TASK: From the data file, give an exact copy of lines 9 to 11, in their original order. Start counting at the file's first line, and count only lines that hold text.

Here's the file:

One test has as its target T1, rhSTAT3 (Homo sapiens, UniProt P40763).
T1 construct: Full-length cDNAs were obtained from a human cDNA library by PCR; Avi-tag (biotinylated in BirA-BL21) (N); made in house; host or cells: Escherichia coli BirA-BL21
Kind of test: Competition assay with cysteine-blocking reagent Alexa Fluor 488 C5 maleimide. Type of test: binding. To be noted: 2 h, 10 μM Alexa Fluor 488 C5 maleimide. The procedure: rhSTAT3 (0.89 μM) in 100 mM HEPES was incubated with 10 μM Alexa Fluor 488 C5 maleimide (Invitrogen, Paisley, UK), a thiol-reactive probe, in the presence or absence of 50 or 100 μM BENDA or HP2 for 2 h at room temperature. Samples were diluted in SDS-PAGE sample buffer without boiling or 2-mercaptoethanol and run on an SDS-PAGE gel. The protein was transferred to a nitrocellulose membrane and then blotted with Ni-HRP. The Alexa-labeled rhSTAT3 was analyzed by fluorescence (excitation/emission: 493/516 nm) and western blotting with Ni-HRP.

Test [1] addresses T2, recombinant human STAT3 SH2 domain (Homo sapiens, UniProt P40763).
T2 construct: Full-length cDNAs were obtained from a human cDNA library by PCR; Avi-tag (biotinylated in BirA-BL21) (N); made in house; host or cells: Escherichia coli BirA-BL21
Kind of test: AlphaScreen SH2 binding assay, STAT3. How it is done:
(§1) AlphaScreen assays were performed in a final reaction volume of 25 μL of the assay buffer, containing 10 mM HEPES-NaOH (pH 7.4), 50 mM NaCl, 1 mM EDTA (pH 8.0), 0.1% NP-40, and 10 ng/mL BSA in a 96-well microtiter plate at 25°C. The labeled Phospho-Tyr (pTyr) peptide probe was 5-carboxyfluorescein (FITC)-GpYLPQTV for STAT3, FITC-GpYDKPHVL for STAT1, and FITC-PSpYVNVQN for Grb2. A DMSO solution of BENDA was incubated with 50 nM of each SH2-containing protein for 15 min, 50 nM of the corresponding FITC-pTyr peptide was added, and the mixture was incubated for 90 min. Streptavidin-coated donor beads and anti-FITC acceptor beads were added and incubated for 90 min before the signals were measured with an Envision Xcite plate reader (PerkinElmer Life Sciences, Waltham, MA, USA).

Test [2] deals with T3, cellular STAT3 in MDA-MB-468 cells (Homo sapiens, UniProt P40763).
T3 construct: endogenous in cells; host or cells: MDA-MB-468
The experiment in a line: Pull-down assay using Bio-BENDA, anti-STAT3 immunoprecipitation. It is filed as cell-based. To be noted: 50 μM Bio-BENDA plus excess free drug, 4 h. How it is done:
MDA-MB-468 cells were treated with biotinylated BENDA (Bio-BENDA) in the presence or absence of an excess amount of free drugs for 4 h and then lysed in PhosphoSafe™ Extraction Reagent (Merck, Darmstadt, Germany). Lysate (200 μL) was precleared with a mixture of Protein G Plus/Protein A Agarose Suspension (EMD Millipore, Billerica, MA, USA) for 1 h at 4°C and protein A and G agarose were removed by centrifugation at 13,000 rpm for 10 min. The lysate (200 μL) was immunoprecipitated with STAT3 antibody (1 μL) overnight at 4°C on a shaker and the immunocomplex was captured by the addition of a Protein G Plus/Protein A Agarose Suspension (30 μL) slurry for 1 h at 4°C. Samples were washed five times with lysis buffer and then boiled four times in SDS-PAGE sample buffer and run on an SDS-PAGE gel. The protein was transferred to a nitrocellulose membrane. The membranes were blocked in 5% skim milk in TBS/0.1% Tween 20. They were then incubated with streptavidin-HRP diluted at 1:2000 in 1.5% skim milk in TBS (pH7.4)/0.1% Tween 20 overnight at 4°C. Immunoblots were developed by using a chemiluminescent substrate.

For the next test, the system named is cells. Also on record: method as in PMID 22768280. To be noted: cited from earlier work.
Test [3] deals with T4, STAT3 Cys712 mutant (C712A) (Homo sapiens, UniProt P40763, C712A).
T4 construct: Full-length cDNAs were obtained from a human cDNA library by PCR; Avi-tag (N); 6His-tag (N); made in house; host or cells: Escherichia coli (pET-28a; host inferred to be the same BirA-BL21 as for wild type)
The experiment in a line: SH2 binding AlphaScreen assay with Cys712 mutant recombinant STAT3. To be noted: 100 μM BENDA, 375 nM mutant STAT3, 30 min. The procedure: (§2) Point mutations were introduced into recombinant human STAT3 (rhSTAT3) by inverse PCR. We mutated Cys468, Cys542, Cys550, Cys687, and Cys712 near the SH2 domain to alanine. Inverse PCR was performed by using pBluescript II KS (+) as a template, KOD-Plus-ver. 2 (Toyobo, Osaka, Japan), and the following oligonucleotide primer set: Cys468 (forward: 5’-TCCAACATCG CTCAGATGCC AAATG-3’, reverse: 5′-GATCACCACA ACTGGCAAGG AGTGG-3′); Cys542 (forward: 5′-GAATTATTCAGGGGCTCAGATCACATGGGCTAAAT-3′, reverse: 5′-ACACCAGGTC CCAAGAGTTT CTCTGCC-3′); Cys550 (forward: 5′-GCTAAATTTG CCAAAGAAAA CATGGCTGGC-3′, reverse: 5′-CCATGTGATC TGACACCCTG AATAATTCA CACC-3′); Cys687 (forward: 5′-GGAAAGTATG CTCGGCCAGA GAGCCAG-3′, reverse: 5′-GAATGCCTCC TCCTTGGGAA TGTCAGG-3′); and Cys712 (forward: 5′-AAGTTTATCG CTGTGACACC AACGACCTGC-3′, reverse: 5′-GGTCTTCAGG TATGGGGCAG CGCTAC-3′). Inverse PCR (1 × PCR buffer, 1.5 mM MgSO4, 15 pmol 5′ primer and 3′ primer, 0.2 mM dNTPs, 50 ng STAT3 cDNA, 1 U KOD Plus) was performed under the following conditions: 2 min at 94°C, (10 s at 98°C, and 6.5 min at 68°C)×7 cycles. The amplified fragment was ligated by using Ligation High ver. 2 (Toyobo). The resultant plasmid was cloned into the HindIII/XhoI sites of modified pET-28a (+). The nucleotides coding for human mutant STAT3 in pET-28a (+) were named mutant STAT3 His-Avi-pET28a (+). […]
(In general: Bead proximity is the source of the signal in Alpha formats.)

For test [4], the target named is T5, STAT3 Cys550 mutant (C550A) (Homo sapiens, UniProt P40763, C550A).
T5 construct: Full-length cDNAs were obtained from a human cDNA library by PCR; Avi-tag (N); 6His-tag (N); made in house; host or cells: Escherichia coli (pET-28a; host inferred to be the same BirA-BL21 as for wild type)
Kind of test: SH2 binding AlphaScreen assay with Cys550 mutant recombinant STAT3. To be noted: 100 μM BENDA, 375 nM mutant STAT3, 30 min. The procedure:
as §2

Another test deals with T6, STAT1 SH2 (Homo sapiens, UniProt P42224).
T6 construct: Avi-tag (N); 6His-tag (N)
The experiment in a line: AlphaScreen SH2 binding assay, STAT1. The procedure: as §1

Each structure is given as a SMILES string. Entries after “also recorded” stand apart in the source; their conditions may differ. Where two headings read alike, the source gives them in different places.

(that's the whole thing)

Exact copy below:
T3 construct: endogenous in cells; host or cells: MDA-MB-468
The experiment in a line: Pull-down assay using Bio-BENDA, anti-STAT3 immunoprecipitation. It is filed as cell-based. To be noted: 50 μM Bio-BENDA plus excess free drug, 4 h. How it is done:
MDA-MB-468 cells were treated with biotinylated BENDA (Bio-BENDA) in the presence or absence of an excess amount of free drugs for 4 h and then lysed in PhosphoSafe™ Extraction Reagent (Merck, Darmstadt, Germany). Lysate (200 μL) was precleared with a mixture of Protein G Plus/Protein A Agarose Suspension (EMD Millipore, Billerica, MA, USA) for 1 h at 4°C and protein A and G agarose were removed by centrifugation at 13,000 rpm for 10 min. The lysate (200 μL) was immunoprecipitated with STAT3 antibody (1 μL) overnight at 4°C on a shaker and the immunocomplex was captured by the addition of a Protein G Plus/Protein A Agarose Suspension (30 μL) slurry for 1 h at 4°C. Samples were washed five times with lysis buffer and then boiled four times in SDS-PAGE sample buffer and run on an SDS-PAGE gel. The protein was transferred to a nitrocellulose membrane. The membranes were blocked in 5% skim milk in TBS/0.1% Tween 20. They were then incubated with streptavidin-HRP diluted at 1:2000 in 1.5% skim milk in TBS (pH7.4)/0.1% Tween 20 overnight at 4°C. Immunoblots were developed by using a chemiluminescent substrate.